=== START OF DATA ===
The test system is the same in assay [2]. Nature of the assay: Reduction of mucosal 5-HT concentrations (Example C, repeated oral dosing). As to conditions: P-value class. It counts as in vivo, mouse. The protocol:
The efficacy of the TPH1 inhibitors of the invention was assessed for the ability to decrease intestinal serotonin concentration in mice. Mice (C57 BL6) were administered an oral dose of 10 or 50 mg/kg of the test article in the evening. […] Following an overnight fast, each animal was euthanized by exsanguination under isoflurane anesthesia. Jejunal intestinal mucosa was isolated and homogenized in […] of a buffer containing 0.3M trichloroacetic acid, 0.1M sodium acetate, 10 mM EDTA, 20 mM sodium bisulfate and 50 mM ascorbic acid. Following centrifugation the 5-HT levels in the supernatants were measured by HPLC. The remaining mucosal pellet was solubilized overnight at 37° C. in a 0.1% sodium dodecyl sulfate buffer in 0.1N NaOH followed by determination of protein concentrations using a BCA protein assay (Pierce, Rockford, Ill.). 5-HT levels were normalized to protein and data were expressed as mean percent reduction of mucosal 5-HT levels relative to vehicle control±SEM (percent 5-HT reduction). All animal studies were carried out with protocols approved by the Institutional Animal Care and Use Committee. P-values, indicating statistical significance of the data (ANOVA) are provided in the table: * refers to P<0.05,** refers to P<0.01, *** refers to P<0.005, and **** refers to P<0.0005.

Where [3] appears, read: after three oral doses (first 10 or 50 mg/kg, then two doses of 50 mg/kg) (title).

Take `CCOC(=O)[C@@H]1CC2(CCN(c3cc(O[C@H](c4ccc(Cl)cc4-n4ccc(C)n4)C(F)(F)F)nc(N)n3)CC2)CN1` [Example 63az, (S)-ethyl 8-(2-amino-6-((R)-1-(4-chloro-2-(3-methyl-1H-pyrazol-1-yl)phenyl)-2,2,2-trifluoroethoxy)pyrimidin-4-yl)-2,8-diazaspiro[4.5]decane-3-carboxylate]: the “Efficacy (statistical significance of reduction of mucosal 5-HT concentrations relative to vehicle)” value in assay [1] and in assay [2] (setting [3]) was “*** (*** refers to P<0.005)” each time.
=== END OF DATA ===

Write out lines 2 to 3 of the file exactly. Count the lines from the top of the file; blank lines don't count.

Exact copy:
The efficacy of the TPH1 inhibitors of the invention was assessed for the ability to decrease intestinal serotonin concentration in mice. Mice (C57 BL6) were administered an oral dose of 10 or 50 mg/kg of the test article in the evening. […] Following an overnight fast, each animal was euthanized by exsanguination under isoflurane anesthesia. Jejunal intestinal mucosa was isolated and homogenized in […] of a buffer containing 0.3M trichloroacetic acid, 0.1M sodium acetate, 10 mM EDTA, 20 mM sodium bisulfate and 50 mM ascorbic acid. Following centrifugation the 5-HT levels in the supernatants were measured by HPLC. The remaining mucosal pellet was solubilized overnight at 37° C. in a 0.1% sodium dodecyl sulfate buffer in 0.1N NaOH followed by determination of protein concentrations using a BCA protein assay (Pierce, Rockford, Ill.). 5-HT levels were normalized to protein and data were expressed as mean percent reduction of mucosal 5-HT levels relative to vehicle control±SEM (percent 5-HT reduction). All animal studies were carried out with protocols approved by the Institutional Animal Care and Use Committee. P-values, indicating statistical significance of the data (ANOVA) are provided in the table: * refers to P<0.05,** refers to P<0.01, *** refers to P<0.005, and **** refers to P<0.0005.

Where [3] appears, read: after three oral doses (first 10 or 50 mg/kg, then two doses of 50 mg/kg) (title).